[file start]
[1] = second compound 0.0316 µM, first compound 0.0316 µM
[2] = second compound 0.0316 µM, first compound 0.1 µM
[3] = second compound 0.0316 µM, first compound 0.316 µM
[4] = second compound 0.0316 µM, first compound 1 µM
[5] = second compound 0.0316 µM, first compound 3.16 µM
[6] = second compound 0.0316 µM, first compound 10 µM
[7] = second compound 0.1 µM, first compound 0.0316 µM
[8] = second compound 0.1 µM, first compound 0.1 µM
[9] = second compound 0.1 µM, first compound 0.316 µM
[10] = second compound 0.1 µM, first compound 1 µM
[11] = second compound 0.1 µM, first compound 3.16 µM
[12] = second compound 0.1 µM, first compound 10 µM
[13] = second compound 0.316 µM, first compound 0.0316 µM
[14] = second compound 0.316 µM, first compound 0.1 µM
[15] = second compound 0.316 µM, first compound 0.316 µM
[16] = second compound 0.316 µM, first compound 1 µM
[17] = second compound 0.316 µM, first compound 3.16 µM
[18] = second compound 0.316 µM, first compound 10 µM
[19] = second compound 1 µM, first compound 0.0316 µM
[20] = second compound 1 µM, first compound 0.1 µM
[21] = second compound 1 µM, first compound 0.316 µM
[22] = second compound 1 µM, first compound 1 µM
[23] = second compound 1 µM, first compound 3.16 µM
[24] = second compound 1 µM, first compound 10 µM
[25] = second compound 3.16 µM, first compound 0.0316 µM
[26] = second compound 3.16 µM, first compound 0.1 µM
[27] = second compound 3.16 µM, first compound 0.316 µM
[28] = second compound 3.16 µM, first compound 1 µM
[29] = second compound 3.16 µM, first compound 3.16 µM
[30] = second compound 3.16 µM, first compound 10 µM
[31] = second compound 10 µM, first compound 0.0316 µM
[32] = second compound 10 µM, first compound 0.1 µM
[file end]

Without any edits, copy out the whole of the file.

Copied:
[1] = second compound 0.0316 µM, first compound 0.0316 µM
[2] = second compound 0.0316 µM, first compound 0.1 µM
[3] = second compound 0.0316 µM, first compound 0.316 µM
[4] = second compound 0.0316 µM, first compound 1 µM
[5] = second compound 0.0316 µM, first compound 3.16 µM
[6] = second compound 0.0316 µM, first compound 10 µM
[7] = second compound 0.1 µM, first compound 0.0316 µM
[8] = second compound 0.1 µM, first compound 0.1 µM
[9] = second compound 0.1 µM, first compound 0.316 µM
[10] = second compound 0.1 µM, first compound 1 µM
[11] = second compound 0.1 µM, first compound 3.16 µM
[12] = second compound 0.1 µM, first compound 10 µM
[13] = second compound 0.316 µM, first compound 0.0316 µM
[14] = second compound 0.316 µM, first compound 0.1 µM
[15] = second compound 0.316 µM, first compound 0.316 µM
[16] = second compound 0.316 µM, first compound 1 µM
[17] = second compound 0.316 µM, first compound 3.16 µM
[18] = second compound 0.316 µM, first compound 10 µM
[19] = second compound 1 µM, first compound 0.0316 µM
[20] = second compound 1 µM, first compound 0.1 µM
[21] = second compound 1 µM, first compound 0.316 µM
[22] = second compound 1 µM, first compound 1 µM
[23] = second compound 1 µM, first compound 3.16 µM
[24] = second compound 1 µM, first compound 10 µM
[25] = second compound 3.16 µM, first compound 0.0316 µM
[26] = second compound 3.16 µM, first compound 0.1 µM
[27] = second compound 3.16 µM, first compound 0.316 µM
[28] = second compound 3.16 µM, first compound 1 µM
[29] = second compound 3.16 µM, first compound 3.16 µM
[30] = second compound 3.16 µM, first compound 10 µM
[31] = second compound 10 µM, first compound 0.0316 µM
[32] = second compound 10 µM, first compound 0.1 µM